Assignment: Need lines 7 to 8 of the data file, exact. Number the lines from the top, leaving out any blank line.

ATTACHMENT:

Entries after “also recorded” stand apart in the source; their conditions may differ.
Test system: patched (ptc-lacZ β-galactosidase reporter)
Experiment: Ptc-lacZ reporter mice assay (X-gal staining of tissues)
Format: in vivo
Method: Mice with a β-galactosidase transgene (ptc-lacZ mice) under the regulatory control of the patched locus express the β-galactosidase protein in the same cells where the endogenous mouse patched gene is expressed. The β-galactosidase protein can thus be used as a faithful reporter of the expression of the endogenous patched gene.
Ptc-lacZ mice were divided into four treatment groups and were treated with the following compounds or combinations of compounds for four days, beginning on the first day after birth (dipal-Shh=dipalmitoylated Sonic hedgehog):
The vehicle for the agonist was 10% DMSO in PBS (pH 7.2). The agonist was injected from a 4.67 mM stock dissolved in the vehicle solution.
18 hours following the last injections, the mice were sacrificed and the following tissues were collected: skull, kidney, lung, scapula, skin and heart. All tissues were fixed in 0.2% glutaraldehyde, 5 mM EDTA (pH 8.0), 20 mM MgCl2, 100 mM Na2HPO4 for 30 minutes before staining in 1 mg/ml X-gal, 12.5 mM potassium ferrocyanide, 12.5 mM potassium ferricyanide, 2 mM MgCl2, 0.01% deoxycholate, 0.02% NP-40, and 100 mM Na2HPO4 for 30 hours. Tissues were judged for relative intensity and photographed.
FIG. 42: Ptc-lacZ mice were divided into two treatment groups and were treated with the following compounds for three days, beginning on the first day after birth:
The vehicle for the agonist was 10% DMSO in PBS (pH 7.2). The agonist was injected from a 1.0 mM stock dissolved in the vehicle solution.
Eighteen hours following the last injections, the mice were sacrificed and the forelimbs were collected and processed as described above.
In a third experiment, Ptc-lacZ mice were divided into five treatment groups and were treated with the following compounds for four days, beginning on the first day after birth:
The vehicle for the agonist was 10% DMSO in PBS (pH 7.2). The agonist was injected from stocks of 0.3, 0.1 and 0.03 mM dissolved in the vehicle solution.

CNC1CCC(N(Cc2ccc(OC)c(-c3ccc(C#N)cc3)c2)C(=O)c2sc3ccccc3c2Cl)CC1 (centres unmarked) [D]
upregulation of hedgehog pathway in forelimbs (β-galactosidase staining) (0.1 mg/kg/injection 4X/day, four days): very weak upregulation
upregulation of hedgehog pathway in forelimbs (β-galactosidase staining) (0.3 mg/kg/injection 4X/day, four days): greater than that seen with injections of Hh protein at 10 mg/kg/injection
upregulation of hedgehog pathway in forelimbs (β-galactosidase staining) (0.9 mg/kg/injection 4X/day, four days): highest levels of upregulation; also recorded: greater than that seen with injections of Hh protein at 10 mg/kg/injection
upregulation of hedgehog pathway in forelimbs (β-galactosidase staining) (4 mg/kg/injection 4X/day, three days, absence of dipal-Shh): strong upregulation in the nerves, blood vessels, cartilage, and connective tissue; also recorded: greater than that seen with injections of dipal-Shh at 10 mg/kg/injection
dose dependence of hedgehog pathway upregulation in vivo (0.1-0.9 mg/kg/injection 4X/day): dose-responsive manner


The vehicle for the agonist was 10% DMSO in PBS (pH 7.2). The agonist was injected from a 4.67 mM stock dissolved in the vehicle solution.
18 hours following the last injections, the mice were sacrificed and the following tissues were collected: skull, kidney, lung, scapula, skin and heart. All tissues were fixed in 0.2% glutaraldehyde, 5 mM EDTA (pH 8.0), 20 mM MgCl2, 100 mM Na2HPO4 for 30 minutes before staining in 1 mg/ml X-gal, 12.5 mM potassium ferrocyanide, 12.5 mM potassium ferricyanide, 2 mM MgCl2, 0.01% deoxycholate, 0.02% NP-40, and 100 mM Na2HPO4 for 30 hours. Tissues were judged for relative intensity and photographed.